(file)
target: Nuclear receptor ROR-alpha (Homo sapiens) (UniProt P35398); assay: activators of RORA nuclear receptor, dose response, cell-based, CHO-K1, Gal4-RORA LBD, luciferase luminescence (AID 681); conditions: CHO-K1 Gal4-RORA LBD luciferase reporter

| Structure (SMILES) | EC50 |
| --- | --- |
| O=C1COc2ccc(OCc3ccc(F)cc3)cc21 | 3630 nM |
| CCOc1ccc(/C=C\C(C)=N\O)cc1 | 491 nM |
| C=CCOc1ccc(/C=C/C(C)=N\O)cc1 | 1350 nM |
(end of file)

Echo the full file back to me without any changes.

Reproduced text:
target: Nuclear receptor ROR-alpha (Homo sapiens) (UniProt P35398); assay: activators of RORA nuclear receptor, dose response, cell-based, CHO-K1, Gal4-RORA LBD, luciferase luminescence (AID 681); conditions: CHO-K1 Gal4-RORA LBD luciferase reporter

| Structure (SMILES) | EC50 |
| --- | --- |
| O=C1COc2ccc(OCc3ccc(F)cc3)cc21 | 3630 nM |
| CCOc1ccc(/C=C\C(C)=N\O)cc1 | 491 nM |
| C=CCOc1ccc(/C=C/C(C)=N\O)cc1 | 1350 nM |